Limits on inducements and ease of account closure were two new measures agreed, in-principle, by gambling ministers on Friday as they progressed a suite of consumer protection initiatives.
Commonwealth, state and territory gambling ministers met in Melbourne for their third meeting to discuss reforms to online wagering, guided by the O’Farrell Review.
Nine measures were progressed with the aim that they be implemented throughout 2018.
Importantly, there was in-principle agreement for new limits on inducements to open an account or refer a friend to open an account. They also agreed that winnings from a bonus bet be able to be withdrawn and not be subject to turnover requirements.
It was also agreed it should be easier for gamblers to close accounts with a simple process.
Other measures, which had been discussed at earlier meetings, were progressed. These include:
- The introduction of a self-exclusion register to allow people to self-exclude from all online gambling sites and apps in a simple online registration process. The aim is for the register to be fully operational by December 2018.
- A voluntary opt-out pre-commitment scheme where consumers will be given the option to set and review their pre‑commitment regularly as well as being able to determine the time period for their limit.
- Regular and accessible activity statements which will allow people to monitor their gambling spend.
The reforms agreed by ministers today complement other steps already taken in the online gambling field including; the banning of gambling advertising from live sporting events before 8:30pm, the crackdown on illegal offshore gambling providers with the passage of the Interactive Gambling Act, and the prohibition of gambling companies offering lines of credit to their customers to continue betting.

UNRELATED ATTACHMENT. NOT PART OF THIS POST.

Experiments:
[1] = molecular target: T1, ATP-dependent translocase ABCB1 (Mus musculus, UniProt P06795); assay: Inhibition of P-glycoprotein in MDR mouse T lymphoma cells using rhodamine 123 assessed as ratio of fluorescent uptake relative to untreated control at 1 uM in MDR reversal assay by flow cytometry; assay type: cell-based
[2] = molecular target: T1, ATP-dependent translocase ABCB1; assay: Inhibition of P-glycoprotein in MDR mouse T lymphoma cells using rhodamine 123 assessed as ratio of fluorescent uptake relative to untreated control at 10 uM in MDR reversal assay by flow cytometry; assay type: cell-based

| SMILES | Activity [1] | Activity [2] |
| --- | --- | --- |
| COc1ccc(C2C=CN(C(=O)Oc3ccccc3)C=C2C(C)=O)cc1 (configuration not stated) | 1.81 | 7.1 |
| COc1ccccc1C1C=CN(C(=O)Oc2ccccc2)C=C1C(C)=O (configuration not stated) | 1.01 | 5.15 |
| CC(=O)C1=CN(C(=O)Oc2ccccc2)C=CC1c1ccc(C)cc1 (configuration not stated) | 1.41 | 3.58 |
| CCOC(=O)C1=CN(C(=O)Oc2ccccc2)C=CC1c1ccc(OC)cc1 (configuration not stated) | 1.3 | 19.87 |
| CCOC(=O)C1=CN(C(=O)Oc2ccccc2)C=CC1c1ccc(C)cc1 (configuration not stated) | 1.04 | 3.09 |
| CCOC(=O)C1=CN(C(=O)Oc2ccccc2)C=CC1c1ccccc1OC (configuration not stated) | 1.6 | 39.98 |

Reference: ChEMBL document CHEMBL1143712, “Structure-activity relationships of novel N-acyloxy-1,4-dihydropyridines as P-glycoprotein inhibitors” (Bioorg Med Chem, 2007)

The Minister for Human Services Alan Tudge who chairs the meeting, said that steady progress is being made.
“Many Australians enjoy a punt, but we want to ensure there are reasonable protections in place and that individuals can have greater control over their gambling expenditure,” Minister Tudge said.
“Online gambling is growing faster than any other form of gambling and the incidences of problem gambling is higher. The gambling problems of the future will all come from the online space if we don’t put sensible protections in place now.
“Today, we agreed sensible limits on inducements so that people aren’t encouraged to spend more money when they may already be in trouble.
“A National Self Exclusion Register means punters can go onto one of their gambling apps and self-exclude from all gambling providers with one simple process.
“Along with the limits on advertising and the crackdown on the illegal offshore providers, these new changes will make a substantial difference to limiting the harm from excessive gambling.”
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